language. The fledging identity of language teachers is not the mere result of pre-service training, but a combination between teacher preparation and entrenched teaching patterns students encounter during their studies. Freeman (2016) goes on to argue that the dichotomy between the “teachers are born” and “teachers are made” (p. 43) assumptions helps distinguishing between in-born personal abilities and cultivated capacities within individuals, which echo the nature versus nurture debate popular in social science. Both views are directly associated with the notion of quality in teaching and teacher education, as well as with hypotheses about the process of recruiting and preparing novice teachers. Nevertheless, effective instruction is central to the craft of teaching. Training, professional support and pedagogical experience are gained through formal instruction within teacher preparation programs which aim at improving the quality of English language teaching (ELT) nowadays.
4.TEACHER EDUCATION IN ROMANIA
The Romanian national education system acts in accordance with the instructions provided by the legislative regulations. The right to education, together with the right to ethnic, linguistic, religious and cultural identity of citizens is specified in the Constitution adopted by Romania in 1991. The educational system is divided into public and private institutions and programme organisations. Bîrzea et al. (2006) divide the Romanian education and training system into five chronological components – pre-school, compulsory, upper secondary, post-highschool, university and post-university education (p. 438). Pre-school education takes place in kindergartens and is organized for 3-to-6-year-olds with a standard, extended or weekly programme. The pre-schooler’s participation in this preliminary stage of education is optional. The authors report an overall participation rate of 69.2% in the 2002-2003 school year. Compulsory education comprises 10 grades and includes primary education (grades 1-4), the first phase of lower secondary education (grades 5-8) and the second phase of lower secondary education (grades 9-10). Upper secondary education, as the authors revealed in 2006, is considered to be organised in high-schools (4-5 years) or in Arts and Crafts schools (2-3 years). The post-highschool education level (1 to 3 years) encompasses the tertiary education at the non-university level, organised in posthighshool and foreman schools. University4 education involves, on the one hand, short-cycle university education (for 3 years, organised in colleges) and long-cycle university education (for 4 to 6 years, organised in universities, institutes and academies), on the other. Postuniversity education, in its turn, incorporates advanced studies in the specialisation certified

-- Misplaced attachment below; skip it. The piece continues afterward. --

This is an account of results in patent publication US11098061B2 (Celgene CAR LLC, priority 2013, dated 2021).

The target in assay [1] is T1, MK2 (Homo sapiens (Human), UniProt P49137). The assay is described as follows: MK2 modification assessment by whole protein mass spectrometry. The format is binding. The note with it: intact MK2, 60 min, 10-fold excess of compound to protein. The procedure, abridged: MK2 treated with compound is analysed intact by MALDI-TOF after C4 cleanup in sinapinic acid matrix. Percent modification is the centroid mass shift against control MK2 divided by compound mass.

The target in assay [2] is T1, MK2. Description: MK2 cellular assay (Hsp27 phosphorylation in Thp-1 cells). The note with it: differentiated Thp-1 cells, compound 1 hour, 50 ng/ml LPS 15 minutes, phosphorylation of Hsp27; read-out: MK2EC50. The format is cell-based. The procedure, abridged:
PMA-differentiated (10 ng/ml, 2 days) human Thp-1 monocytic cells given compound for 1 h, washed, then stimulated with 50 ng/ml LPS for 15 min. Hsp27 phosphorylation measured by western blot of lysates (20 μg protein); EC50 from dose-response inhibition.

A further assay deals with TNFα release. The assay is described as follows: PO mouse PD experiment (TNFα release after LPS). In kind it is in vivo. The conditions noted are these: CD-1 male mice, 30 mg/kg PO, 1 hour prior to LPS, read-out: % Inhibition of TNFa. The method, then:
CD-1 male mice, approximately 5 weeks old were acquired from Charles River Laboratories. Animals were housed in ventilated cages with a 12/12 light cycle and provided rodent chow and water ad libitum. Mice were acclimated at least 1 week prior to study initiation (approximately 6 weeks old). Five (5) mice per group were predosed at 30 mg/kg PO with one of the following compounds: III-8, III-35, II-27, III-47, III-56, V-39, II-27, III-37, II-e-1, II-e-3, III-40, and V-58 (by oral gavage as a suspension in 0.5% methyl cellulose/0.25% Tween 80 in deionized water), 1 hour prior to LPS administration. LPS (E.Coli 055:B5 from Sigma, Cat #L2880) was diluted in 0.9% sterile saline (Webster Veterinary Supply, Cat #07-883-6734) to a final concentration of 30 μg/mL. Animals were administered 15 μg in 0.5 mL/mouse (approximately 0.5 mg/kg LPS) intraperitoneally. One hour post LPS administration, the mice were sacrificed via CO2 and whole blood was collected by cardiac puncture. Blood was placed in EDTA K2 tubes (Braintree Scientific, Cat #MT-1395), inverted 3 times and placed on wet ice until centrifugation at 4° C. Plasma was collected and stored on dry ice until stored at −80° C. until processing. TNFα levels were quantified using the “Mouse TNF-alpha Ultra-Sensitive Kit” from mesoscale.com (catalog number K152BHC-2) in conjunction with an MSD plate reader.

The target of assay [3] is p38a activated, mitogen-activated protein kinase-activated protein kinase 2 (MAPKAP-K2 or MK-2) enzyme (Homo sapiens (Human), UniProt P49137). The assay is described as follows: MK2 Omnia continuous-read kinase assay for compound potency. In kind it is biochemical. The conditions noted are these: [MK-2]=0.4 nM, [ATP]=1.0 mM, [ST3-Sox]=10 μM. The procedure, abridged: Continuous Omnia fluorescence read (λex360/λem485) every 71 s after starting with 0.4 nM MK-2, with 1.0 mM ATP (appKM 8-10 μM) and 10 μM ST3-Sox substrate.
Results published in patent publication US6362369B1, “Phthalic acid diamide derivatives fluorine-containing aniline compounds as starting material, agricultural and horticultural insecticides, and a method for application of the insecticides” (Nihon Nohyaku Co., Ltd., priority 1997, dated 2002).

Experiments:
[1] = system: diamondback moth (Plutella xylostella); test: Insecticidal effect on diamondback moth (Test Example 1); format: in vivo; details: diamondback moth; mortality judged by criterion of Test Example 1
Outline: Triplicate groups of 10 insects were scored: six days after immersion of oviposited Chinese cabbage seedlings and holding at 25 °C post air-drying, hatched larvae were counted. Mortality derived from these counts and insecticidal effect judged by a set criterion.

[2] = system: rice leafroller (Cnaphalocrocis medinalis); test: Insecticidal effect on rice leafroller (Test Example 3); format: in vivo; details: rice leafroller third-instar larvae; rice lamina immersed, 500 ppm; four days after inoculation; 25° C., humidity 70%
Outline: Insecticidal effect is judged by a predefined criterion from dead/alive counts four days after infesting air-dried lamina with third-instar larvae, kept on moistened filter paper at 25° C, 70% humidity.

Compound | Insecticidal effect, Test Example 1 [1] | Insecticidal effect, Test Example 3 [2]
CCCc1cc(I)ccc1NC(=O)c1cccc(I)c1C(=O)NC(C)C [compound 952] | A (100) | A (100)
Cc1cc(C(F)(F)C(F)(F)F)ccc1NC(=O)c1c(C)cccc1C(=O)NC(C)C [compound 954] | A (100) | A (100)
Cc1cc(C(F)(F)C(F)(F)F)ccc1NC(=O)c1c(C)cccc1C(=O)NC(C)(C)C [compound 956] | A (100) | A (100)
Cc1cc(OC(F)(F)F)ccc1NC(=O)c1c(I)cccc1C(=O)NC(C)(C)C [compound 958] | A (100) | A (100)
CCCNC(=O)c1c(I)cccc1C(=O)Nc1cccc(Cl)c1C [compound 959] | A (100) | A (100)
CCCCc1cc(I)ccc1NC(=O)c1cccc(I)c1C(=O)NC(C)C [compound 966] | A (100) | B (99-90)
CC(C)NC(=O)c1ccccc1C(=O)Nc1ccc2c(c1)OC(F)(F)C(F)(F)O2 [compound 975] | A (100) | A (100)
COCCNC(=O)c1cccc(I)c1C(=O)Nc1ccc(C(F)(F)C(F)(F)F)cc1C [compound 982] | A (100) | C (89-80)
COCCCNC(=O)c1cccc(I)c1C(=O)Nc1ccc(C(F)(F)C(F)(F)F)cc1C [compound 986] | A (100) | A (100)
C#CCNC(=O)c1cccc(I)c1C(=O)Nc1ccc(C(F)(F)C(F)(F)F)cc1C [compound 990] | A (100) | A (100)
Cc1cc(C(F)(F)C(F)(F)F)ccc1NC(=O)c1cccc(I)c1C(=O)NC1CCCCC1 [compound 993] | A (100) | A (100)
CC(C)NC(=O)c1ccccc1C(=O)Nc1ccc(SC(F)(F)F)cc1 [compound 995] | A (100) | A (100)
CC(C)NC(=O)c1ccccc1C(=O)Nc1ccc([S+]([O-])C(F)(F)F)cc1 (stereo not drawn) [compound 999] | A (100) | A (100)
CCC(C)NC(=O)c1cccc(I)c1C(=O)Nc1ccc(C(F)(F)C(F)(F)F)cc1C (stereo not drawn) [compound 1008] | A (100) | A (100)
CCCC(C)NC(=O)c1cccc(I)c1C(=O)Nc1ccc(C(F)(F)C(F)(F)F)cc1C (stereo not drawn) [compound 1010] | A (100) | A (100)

4. Starting with 2005, the Bologna Process has been implemented in Romania, higher education being divided into three cycles – the first (3-4 years) allocates the title of Bachelor to graduates, the second (2 years) the title of Master and the third, comprising the doctoral studies (3 years), grants the title of Doctor of Science.